I don’t know if it was the Force, but something definitely awakened this past week when I FINALLY went to see the latest Star Wars episode, “The Force Awakens.” I’ve been a Star Wars fan since seeing the very first one back in May of 1977. I find it incredibly amusing that George Lucas was worried that it would be a flop and kept a low profile for its release, fearing humiliation if it did. Right. A flop that has spanned four generations, at least in my family.
I saw this latest one with my 42 year old daughter, who was three years old when the first one came out. Way back then, I was 29. Now she could take her three year old grandson to see it. That does something to me on so many levels that I’m not sure I can even describe it.
First of all, on an intellectual level, I marvel at anything that maintains its popularity for that long. Of course if you like old movies, you can find them, whether it’s on Netflix, the cheap video bin at Walmart or Turner Classic Movies. But few single titles can sustain that kind of audience. The only one I can think of that might even begin to compete would be “Gone With the Wind” which my mother saw when it was released in the 30s, then I enjoyed and subsequently my children. But it comes and goes, waning and waxing in popularity, whereas Star Wars has NEVER being invisible. In 39 years. Give that some thought.
I’ve always wanted to be a novelist, but I seriously wonder if I’d be writing science fiction if it weren’t for Star Wars. My initial idea for “Beyond the Hidden Sky” came from the opening scenes of that first flick, where R2D2 and C3PO blast off in an escape pod. The first step toward any story is “What if?” and for me that comprised “What if a rebellious teen-aged girl moving from one planet to another with her family got blasted off accidentally in an escape pod?” The result of that premise launched my Star Trails Tetralogy of four novels and a companion volume which number over 1500 pages. I know other authors similarly inspired.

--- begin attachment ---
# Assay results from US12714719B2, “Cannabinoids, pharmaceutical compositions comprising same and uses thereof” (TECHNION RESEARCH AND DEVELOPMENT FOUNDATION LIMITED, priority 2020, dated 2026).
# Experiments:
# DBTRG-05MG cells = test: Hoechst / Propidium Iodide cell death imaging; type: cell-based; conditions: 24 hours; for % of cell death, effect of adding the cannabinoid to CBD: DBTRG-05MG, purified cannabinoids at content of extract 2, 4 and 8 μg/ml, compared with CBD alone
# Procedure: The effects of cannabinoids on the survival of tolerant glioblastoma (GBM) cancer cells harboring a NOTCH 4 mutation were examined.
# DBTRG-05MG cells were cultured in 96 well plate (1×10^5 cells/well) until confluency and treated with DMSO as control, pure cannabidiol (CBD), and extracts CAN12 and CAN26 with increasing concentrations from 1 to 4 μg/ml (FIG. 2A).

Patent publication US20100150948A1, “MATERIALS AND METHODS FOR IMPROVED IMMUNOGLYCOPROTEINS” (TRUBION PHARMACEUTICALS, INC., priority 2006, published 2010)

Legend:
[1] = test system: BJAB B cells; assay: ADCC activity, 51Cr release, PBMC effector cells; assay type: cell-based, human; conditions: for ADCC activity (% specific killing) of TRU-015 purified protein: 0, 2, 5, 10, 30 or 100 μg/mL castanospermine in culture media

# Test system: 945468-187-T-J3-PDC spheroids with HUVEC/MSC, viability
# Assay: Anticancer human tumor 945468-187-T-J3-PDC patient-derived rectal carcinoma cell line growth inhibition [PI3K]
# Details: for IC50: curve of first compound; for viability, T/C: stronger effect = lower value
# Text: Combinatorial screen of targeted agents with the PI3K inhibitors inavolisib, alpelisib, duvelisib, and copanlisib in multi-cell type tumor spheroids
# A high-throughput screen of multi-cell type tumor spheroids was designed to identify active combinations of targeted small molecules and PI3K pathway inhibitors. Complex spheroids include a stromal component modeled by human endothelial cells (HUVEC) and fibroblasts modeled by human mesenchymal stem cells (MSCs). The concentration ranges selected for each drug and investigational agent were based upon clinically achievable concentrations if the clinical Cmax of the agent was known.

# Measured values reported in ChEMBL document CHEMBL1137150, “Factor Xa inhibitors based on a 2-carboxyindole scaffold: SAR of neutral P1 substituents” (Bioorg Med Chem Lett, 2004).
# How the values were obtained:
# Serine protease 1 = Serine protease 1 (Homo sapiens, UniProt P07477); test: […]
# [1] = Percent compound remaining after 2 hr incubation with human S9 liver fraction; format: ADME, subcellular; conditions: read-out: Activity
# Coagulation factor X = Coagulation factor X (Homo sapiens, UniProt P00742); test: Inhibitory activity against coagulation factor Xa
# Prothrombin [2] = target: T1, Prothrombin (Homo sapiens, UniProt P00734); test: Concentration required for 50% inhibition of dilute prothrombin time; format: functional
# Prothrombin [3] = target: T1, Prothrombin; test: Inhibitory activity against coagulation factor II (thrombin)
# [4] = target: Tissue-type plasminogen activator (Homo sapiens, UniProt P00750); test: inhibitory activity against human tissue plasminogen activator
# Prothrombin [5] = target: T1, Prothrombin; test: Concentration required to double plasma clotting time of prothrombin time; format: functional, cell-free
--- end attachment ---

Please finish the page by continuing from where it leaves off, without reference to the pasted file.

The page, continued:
I really enjoyed this latest episode, which was reminiscent in style and energy to the original trilogy. I really liked the new characters, at least the good guys, particularly Rey and Finn. My all-time favorite from the series was “The Empire Strikes Back” and, quite honestly, I wasn’t quite as enchanted by the more recent three. “The Phantom Menace” put me to sleep, actually, and the two after that were so-so, in my opinion. But this latest one resonated, right from the blasting of that iconic theme introducing the now-classic opening crawl. Instantaneously, I was back in 1977.
My eyes tend to water in places like the grocery store and Walmart, plus it’s allergy season here in Central Texas, so it may have only been that effect, which had me wiping my eyes from that point on. I’ve mentioned in a previous blog (see “RIP Columbia: Picking up the Pieces”) how memories are stored in both your head and heart with those that reside in the latter coming back full-force, replete with a physical reaction, when stimulated. Clearly, that’s where my memory of Star Wars resides.